The Higher Ed Marketer
The Higher Ed Marketer

Episode 59 · 6 months ago

Supporting Individual Success Through Community


Student retention and graduation rates are common concerns in higher education. How do we improve the experiences of students, therefore increasing their future successes in life? 

In this episode, Dr. Larry Johnson, College President at Guttman Community College CUNY, walks us through the unique model of Guttman Community College and how building a learning community brings successful outcomes to students. 

We discuss:

  • How to achieve higher graduation rates
  • How community builds a stronger learning environment
  • How to pivot when students are struggling 

To hear more interviews like this one, subscribe to Higher Ed Marketer on Apple Podcasts, Spotify, or your preferred podcast platform.  

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You are listening to the Higher Ed Marketer, a podcast geared towards marketing professionals in higher education. This show will tackle all sorts of questions related to student recruitment, dontor relations, marketing trends, new technologies and so much more. If you are looking for conversations centered around where the industry is going, this podcast is for you. Let's get into the show. Welcome to the High Red Marketer podcast. I'm choice singer along with Bart Taylor, where each week we interview higher Ed marketers that we admire for the benefit and the betterment of the entire high red community. Today we are going to highlight Gutman Community College in New York City by talking to their president, Dr Larry Johnson, and one of the things that attracted us to this school is they achieve a thirty to forty percent graduation rate within a community college setting, and the way they do it is very unique and very dynamic. Yeah, it's great and just for context, if not everybody understands it, community colleges historically are kind of in the teens, if not in the single digits, on graduation rates. It's not uncommon and you think about traditional four years anywhere between, you know, fifty to seventy percent, maybe a little bit higher on some schools, but it's a pretty outstanding thing, especially for a community college, to achieve for thirty to forty percent. And I think a lot of what he talks about is is different ways that they do that and and I think the way that they eve and talk about themselves in the marketing that they do is a part of that, and so pay attention to that. It's a really good conversation, even though we're talking about community colleges. I think once you listen to this, there are a lot of things that you can take away and implement at any school. That's right. That's right. Here's our conversation with Dr Larry Johnson. It's my pleasure to welcome Dr Larry Johnson, President of Gutman Community College, to the hired Marketer podcast. Dr Johnson, I'm so...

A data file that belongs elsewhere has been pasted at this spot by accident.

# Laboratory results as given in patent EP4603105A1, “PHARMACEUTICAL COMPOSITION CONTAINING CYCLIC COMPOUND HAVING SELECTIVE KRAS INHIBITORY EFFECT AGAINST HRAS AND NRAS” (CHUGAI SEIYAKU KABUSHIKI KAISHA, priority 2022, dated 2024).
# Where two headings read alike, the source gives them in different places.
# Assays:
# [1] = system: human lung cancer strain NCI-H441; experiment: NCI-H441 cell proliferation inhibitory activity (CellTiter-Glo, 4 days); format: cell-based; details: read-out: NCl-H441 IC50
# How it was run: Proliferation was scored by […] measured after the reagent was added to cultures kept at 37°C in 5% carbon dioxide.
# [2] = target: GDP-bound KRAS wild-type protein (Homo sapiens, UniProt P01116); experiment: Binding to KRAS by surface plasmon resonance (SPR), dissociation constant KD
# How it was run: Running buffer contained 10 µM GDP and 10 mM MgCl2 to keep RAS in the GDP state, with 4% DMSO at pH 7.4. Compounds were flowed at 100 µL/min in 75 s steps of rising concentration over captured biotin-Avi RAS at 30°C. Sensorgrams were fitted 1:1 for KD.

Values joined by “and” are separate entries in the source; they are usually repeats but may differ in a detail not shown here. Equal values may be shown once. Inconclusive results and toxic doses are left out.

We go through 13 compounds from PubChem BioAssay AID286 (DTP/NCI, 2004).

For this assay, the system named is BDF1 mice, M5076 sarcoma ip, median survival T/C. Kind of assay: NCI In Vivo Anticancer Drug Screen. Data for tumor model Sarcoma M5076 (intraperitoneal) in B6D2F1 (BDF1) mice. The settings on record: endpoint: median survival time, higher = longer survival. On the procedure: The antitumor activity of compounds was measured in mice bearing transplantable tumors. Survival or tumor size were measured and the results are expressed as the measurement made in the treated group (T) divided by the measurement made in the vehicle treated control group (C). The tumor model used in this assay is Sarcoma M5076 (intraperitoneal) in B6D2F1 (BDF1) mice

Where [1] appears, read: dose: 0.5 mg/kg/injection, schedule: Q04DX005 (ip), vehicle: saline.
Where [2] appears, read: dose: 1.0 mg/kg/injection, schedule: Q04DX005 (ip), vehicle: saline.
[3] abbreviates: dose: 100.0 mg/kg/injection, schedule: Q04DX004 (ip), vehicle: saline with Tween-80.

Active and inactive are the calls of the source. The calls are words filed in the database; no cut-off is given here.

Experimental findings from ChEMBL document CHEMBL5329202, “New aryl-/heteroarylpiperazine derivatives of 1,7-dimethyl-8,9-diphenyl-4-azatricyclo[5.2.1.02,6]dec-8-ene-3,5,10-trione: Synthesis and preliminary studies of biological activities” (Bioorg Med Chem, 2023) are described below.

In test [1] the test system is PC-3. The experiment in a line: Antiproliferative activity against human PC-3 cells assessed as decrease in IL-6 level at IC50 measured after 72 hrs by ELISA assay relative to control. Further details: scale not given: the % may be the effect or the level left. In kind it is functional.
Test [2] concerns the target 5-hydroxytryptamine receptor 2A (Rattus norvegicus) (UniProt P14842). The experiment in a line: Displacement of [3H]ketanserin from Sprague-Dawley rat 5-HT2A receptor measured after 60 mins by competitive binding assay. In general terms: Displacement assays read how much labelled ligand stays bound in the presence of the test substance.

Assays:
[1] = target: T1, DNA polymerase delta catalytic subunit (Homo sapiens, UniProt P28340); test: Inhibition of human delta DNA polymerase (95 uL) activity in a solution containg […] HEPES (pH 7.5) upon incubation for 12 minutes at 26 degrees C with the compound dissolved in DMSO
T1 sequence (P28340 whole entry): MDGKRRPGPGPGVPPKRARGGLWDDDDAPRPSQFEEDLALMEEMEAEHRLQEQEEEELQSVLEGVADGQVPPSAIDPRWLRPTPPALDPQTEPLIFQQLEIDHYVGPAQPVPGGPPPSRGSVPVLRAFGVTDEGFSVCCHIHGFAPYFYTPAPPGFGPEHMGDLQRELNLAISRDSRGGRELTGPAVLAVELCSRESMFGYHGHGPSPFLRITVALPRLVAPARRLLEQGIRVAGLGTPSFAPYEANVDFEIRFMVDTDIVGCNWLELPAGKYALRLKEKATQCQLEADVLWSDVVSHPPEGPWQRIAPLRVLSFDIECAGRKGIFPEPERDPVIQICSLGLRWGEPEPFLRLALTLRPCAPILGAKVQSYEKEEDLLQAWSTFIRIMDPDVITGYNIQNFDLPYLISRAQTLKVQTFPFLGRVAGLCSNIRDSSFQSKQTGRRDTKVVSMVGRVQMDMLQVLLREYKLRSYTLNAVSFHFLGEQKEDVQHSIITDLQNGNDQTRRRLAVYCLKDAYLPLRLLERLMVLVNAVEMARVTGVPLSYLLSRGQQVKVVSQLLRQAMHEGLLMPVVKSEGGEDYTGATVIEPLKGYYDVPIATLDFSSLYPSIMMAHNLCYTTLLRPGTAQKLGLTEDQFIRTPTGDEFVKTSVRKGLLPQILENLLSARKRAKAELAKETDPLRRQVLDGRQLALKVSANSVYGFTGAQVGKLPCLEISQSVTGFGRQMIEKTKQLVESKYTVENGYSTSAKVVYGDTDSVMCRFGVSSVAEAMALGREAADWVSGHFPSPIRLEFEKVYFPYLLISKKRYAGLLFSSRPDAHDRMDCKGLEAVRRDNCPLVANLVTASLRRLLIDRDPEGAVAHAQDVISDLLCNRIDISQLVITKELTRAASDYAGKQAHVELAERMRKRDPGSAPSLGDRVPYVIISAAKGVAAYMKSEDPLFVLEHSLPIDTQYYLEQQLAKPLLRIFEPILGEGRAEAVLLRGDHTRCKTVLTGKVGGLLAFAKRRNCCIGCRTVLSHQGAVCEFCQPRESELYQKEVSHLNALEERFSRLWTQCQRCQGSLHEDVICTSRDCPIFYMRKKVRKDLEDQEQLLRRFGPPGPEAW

...excited to let everyone know about the dynamic nature and business model of Gutman Community College. Before we do that, if you can give us a little bit about your background and who you are. Absolutely, Troy. Thank you so much. I'm glad to be here with you and barked again. I'm Dr Larry Johnson, after pleasure of certain as a second president of the stealing Charles Government Community College. I began my career almost twenty years ago as a faculty member teaching English and Literature, but a background and medieval to aaroke studies graduated from Florida in University and Tallahassee Florida with an English literature degree and from Florida State University. Would a medival to a row studies degree in the focus on those time peers. And then Clark Land and university, what a doctor degree that really focuses on Africana women literature, and that is began my career in higher education, truly understanding the role of higher education and impact in their lives of so many young people in special our young men of color. Thank you very much, and we're here to talk about the success of Goutman and would love to talk to you about how the school achieves the thirty to forty percent graduation rate that it does. Before we get into the meat of it, though, can you give us a background and how Godman was created? What was the idea behind the school? Absolutely, that is such a great question. So the vision of government community college was really formed around two thousand and eight when, at their time, Community Chancellor Matthew ghosting charged a team of understanding really what was happening in higher landscape around graduation and completion. So the formation of government during this time the inshipts, he was to dramatically increase graduation race. And at the time graduations rates were a little under thirty percent in the state of New York and probably in other areas a little on the twenty percent. So as we begin to really think about it, they began to think about at that time how do we solve the problem of increasing graduation rates...